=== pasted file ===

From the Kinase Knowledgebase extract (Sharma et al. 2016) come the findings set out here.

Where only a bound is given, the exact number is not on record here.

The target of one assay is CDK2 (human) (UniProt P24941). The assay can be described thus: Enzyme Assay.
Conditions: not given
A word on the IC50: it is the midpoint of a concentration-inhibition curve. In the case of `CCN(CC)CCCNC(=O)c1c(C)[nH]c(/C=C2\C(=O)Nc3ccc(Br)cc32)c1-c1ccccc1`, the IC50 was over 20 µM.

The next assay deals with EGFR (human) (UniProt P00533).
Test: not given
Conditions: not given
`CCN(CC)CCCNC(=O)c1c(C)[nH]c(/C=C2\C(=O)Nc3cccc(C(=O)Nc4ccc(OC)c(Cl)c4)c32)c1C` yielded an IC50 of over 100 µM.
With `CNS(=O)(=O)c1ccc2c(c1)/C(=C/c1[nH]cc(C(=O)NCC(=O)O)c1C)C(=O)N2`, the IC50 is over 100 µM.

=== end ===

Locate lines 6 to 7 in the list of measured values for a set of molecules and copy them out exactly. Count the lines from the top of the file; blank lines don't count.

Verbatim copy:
The next assay deals with EGFR (human) (UniProt P00533).
Test: not given